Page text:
From the HBD Archive
From: Dennis.Henderson@Eng.Sun.COM (Dennis Henderson)
Subject: Chiller-less cooling
Date: 1992-03-27 17:43:39 GMT

All this talk about fancy wort chillers has got me wondering (but still
relaxing) if my chilling method is too casual.

After the boil (malt extract and seperate hops) I have ~2.5 gallons of
wort. I put the stainless steel kettle in the sink in the garage.
I fill the sink up to the wort level and add six ice trays of ice cubes.
I stir the ice water every five minutes. After 15 minutes I dump the
water and repeat.

After less than 30 minutes the wort is down to 100 degress F. I combine
with 2.5 gallon of off-the-shelf "purified water" that has been in the
deep freeze for the brew session (~2 hours). The mixture is then
very close to 70 degrees F so I pitch. I don't use the blowoff method and
rack to a secondary after 2 to 5 days BTW.

My concerns:

1. The garage sink is not very clean. I do keep the lid on the kettle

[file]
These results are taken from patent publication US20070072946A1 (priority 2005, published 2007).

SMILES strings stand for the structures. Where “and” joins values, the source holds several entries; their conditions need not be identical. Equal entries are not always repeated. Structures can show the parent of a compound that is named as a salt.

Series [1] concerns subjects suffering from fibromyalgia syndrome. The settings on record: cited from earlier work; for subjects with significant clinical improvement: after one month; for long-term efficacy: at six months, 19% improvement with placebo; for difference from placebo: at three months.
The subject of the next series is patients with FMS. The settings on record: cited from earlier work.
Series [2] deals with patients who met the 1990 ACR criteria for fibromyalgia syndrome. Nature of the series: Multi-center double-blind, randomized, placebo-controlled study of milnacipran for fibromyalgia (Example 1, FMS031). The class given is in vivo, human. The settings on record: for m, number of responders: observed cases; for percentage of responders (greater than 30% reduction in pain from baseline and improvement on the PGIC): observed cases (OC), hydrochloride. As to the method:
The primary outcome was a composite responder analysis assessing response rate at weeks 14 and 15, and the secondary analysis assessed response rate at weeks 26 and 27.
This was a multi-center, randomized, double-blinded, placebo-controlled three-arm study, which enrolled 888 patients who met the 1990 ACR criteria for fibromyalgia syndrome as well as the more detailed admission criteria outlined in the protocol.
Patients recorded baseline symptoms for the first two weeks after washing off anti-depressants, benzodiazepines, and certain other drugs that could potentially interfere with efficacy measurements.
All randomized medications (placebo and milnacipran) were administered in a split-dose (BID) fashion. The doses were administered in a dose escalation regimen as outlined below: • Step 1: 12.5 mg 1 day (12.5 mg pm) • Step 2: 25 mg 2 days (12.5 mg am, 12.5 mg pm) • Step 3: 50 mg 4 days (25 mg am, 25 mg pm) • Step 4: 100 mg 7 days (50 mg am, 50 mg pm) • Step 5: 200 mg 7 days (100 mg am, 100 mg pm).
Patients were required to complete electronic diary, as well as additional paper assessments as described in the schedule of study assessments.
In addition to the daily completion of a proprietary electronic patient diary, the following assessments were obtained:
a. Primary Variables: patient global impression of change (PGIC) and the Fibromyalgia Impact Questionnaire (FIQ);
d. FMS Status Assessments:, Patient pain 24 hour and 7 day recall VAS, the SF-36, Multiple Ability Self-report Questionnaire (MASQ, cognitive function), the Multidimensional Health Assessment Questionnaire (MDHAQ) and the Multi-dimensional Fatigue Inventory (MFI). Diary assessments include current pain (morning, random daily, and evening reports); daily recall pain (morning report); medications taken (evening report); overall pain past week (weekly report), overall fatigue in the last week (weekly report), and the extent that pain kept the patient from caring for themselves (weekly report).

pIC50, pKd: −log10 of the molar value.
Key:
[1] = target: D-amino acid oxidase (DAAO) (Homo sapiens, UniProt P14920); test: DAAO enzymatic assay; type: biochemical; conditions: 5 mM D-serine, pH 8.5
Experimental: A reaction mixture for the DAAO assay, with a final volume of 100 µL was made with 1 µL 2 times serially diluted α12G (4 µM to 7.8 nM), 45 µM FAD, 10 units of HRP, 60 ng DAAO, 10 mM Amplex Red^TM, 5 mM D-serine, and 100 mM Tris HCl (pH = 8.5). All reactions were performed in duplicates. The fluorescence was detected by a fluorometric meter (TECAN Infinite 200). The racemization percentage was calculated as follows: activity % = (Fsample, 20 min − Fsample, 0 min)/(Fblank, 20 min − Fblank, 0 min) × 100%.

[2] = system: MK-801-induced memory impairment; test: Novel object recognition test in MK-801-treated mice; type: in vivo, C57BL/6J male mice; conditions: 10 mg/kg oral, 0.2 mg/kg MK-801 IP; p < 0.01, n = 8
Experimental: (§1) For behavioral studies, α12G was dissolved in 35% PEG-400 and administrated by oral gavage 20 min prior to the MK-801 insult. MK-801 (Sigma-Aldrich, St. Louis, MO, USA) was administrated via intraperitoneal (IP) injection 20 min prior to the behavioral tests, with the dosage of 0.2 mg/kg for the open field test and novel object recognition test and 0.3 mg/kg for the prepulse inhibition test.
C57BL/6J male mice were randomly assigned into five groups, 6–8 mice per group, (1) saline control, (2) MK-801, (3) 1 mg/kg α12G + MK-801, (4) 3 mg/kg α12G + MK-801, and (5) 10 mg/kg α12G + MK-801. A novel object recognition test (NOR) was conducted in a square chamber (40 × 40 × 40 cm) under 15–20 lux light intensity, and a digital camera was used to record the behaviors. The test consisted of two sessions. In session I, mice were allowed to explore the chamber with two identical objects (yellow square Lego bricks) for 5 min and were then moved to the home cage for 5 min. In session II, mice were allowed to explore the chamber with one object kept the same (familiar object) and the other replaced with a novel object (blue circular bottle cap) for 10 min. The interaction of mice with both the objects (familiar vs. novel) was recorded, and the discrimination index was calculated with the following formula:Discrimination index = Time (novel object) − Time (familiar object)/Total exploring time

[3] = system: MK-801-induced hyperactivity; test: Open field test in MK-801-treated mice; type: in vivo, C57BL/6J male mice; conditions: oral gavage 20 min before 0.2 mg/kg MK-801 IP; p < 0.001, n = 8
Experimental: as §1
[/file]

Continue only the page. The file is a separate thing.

at all times except when measuring the temperature.

2. Perhaps I should add the hot wort and cold water to the plastic
primary fermenter and pitch the next day when the mixture is down to
the correct temperature. Wouldn't this give more time for infection to
get into the beer before fermenting takes over.

3. An immersion chiller would take another large pot for sterilizing.
Or do folks pour the wort into the primary and boil the chiller in the
wort cook pot.

How silly am I being with my methods? I'm on my ~seventh batch and am
almost able to make a resonable tasing beer everytime. I'm concentrating
on getting a good process and experimenting with various recipes sold
at the local brew store before moving to more complicated methods.

...Dennis Henderson

Unsub:
> with 2.5 gallon of off-the-shelf "purified water" that has been in the
> very close to 70 degrees F so I pitch. I don't use the blowoff method and
> get into the beer before fermenting takes over.
> 3. An immersion chiller would take another large pot for sterilizing.

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